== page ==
By Fred Mills
I’ll keep this short and sweet: Go vote.
An editorialist recently characterized voting as a
privilege, not a responsibility. I completely disagree – unless you did
something stupid, became a convicted felon and are now barred from voting, it’s
a right and a duty. Lord knows I sat enough elections out during my 20s and 30s,
so I think I’ve got a pretty good handle on how ridiculous a person appears
when they bitch and whine about the way things are going in this country yet
they don’t even rise to the occasion when they have the chance every four (or
two) years to make a difference.
Here’s my story: in 1972 I wasn’t quite yet of voting age,
but I campaigned vigorously, in my own way, for McGovern. I’d grown up in a
political-inclined household – my mom was on the local school board when
integration finally reached full implementation in NC, and my dad was a state
legislator, so I knew right from wrong and the difference between justice and
injustice – and deep down I knew that Nixon was a venal criminal and not
someone worthy of representing my country in the highest office. I took a lot
of grief that fall at my high school, too; I distinctly recall being one of
three kids in my history class who raised their hand for McGovern when the
teacher took a straw poll in order to relate what was currently going on in America to our
civics lessons. I also remember telling folks about “this Watergate deal” I’d
heard about on the news and they just laughed at me and said I was dreamin’.
Maybe it was a bad dream, I dunno. But I still wore my McGovern-Shriver button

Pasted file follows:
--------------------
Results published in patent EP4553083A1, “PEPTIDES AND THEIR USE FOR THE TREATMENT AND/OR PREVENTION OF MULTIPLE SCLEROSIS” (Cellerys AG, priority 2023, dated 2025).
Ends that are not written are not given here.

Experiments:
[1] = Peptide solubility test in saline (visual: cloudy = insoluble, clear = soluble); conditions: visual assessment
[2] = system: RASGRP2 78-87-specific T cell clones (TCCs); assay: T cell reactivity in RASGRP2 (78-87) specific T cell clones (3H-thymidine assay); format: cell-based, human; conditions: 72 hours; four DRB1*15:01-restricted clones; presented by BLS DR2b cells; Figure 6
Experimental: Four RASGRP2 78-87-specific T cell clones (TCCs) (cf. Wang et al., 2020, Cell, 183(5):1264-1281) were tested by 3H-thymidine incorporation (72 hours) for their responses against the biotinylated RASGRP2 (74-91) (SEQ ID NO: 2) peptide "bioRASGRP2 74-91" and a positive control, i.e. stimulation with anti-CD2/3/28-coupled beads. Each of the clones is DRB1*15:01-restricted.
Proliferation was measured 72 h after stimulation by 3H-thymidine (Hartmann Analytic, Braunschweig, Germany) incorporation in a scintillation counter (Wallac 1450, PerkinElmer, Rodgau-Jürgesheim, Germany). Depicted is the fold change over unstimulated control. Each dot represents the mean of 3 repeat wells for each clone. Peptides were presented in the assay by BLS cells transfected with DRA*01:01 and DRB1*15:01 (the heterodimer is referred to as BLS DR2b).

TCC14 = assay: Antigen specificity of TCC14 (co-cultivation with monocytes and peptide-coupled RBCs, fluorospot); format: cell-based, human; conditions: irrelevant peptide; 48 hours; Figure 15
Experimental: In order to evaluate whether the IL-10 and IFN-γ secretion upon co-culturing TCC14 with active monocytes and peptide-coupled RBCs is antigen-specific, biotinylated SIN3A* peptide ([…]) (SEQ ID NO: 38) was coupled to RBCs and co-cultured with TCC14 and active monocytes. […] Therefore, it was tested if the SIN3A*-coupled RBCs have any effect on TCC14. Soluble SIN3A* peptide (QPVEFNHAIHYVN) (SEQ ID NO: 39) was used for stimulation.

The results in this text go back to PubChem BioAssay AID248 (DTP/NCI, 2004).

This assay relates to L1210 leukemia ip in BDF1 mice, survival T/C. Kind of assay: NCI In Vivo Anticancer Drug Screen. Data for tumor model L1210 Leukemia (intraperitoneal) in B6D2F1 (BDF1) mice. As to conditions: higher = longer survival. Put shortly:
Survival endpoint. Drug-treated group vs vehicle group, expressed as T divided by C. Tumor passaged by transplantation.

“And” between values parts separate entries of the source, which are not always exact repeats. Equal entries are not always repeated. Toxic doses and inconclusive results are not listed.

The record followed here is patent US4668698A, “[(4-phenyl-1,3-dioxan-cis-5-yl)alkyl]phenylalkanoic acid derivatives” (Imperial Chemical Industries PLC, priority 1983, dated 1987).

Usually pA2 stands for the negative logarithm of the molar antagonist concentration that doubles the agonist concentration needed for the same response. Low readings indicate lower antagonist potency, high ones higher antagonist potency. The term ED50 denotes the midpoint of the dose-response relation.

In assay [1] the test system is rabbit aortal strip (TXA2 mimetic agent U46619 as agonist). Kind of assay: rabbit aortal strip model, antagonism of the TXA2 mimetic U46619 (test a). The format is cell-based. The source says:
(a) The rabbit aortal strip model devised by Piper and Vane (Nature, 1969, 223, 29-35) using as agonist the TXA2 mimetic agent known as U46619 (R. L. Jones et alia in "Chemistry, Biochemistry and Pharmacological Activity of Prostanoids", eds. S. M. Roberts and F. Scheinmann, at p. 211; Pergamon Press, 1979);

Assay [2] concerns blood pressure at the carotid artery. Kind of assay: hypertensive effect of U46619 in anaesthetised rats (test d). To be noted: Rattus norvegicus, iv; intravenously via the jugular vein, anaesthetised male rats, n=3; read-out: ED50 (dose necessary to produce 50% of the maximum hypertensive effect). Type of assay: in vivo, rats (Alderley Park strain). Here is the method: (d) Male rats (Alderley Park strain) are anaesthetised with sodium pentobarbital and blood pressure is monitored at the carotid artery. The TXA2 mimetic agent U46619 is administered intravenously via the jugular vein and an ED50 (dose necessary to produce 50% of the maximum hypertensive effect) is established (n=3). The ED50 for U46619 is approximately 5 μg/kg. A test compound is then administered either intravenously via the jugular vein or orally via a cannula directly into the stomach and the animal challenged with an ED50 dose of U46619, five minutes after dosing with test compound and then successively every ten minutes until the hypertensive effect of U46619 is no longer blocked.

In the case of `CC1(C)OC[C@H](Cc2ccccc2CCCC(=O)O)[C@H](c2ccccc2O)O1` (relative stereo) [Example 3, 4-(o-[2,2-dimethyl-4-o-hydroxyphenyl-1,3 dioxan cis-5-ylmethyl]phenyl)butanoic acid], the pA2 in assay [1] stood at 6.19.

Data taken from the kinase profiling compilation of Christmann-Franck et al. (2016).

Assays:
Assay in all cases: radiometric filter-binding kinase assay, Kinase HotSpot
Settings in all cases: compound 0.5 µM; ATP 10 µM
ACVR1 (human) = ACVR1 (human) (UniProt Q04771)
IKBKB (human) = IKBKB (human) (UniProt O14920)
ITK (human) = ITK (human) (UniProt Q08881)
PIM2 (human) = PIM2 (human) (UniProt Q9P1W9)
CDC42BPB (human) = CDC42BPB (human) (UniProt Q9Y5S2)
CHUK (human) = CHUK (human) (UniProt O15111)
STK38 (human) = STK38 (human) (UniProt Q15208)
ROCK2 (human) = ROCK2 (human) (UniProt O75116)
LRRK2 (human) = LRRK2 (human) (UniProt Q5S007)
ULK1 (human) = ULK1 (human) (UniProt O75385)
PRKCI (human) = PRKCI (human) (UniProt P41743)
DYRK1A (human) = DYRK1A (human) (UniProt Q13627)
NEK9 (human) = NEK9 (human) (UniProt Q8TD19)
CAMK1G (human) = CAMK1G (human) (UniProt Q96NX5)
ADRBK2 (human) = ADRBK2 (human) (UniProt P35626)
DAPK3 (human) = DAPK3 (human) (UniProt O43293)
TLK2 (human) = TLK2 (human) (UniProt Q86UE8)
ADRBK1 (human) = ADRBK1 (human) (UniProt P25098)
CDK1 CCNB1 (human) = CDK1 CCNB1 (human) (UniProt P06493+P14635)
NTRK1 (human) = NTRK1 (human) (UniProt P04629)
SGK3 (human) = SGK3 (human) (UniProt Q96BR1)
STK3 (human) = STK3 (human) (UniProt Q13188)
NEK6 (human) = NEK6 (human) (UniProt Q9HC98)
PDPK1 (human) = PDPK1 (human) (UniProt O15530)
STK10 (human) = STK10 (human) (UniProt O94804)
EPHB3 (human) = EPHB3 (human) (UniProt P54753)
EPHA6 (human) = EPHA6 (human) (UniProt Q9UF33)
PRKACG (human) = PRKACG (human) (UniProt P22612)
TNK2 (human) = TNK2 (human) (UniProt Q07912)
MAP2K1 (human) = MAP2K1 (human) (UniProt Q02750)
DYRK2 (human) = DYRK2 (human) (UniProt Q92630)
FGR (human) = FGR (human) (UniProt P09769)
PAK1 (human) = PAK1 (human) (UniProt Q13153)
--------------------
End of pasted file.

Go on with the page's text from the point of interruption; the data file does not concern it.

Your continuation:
proudly (and I still have it). I was crushed and heartbroken when Nixon beat
McGovern in a landslide. And the sense of vindication when Nixon resigned a few
years later wasn’t enough to raise me up, and for a good while I considered
myself a political agnostic.
Cut to 2004: crushed
and heartbroken again. So many worked so hard – editorializing, organizing,
performing, canvassing, etc. – only to see the Bush machine steamroll over
Kerry (and possibly over due process, too).
This year’s like 2004, sort of – but very, very different,
too. In a very real sense, it feels like 1972 again, or at least I feel like I
did in ’72: hopeful, defiant, proud, scared, prone to weird waves of
conflicting emotions so intense that my teeth feel like they’re vibrating at
times. This despite all of the insanity that’s currently surrounding us – for a
visual encapsulation of what I’m trying to get at, go view the “Wassup 2008”
video, and make sure you watch it to the very end.
I voted two weeks ago, and right after I post this to the
website I’m going to take my 7 year old son out canvassing and working the
phones for Obama. How are you going to spend the next 10-odd hours?
Go vote, if you
haven’t already. Become a part of history today.
This has been a BLURT public service announcement – with